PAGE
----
Raspberry Pi Cloud Storage with MEGA

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Setting up Pi cloud storage with MEGA is really useful as it means your project files can be safely backed up automatically. You also have the benefit of accessing those files from other devices via a web browser. This can speed up swapping data between devices and reduce the messing about with USB drives and network shares.

MEGA is a popular cloud storage provider and they properly support Linux, Windows and MacOS, unlike some of their competitors. Their Desktop app “MEGAsync” works great on the Pi and is really easy to setup.

Step 1: Sign-up to MEGA

To use the MEGA storage space on your Pi you will need a MEGA account. This is free to setup. There are various paid for plans which give you lots of additional space and features but the free account gives you 20GB which is plenty to get started.

  • Visit the MEGA site
  • Click “Create Account”
  • Enter your details and choose a good password using a password generator
  • Click “Create Account”

Wait for the email confirmation to arrive in your inbox.

  • Click the link in the email to confirm your email.
  • Enter your password when prompted.
  • Choose your account type. You may need to scroll down for the “Get started for free” option.

Your account will now be setup. You may be asked to select some initial setup questions. If you are given the option of “downloading a recovery key” I would highly recommend doing so.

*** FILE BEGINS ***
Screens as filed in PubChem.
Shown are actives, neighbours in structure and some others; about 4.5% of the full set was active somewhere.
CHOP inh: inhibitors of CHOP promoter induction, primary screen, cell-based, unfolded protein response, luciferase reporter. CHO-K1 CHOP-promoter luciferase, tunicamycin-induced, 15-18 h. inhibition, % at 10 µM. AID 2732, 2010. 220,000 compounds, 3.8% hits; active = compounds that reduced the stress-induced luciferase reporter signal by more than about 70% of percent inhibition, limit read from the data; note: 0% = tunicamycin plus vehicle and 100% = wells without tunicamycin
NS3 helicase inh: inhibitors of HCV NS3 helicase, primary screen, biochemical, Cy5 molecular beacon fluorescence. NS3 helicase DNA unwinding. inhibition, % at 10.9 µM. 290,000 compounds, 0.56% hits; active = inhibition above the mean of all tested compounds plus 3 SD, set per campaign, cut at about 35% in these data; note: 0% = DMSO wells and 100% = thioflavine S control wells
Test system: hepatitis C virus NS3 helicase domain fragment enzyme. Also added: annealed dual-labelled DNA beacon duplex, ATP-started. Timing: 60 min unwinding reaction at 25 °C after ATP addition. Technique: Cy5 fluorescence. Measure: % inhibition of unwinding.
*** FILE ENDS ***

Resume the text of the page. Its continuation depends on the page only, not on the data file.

I know at this point you want to get on with the guide but it worth spending 5 minutes securing the password and recovery key for future use! Store them in a safe place preferably not on a computer but on a USB stick or CD/DVD. Without the password or recovery key you will potentially lose access to your data.

Step 2: Download MEGAsync Package

The first step in setuping up MEGAsync on the Pi is to download the correct package. To download the MEGAsync package to your Raspberry Pi OS desktop:

  • Visit the MEGA Desktop App website.
  • Under the Platforms menu select “MEGA Desktop App”.
  • Click the “Linux” icon.
  • Select “Raspbian 10 (Buster)” and “32-bit”.
MEGA Desktop App download options
  • Click “Download”.
  • Click “Keep” if you get a “This type of file can harm your computer” warning.

This will download the latest megasync-########.deb file to your default downloads directory. The download directory is usually /home/pi/Downloads.

Step 3: Install MEGAsync Package

Open a Terminal window either using the main Raspberry Menu or the Terminal icon in the top left corner:

Type:

cd ~/Downloads

then:

ls

This should navigate to the Downloads directory and list the contents. You should see the downloaded megasync deb file.

Install MEGAsync using the following command:

sudo apt install ./megasync-Raspbian_10.0_armhf.deb

When prompted type Y to proceed with the installation.

When the process is finished you will now have a MEGAsync entry under “System Tools” in the main menu.

MEGAsync entry in Pi main menu

You can right click on this entry to add an icon to the desktop.

Step 4: Run MEGAsync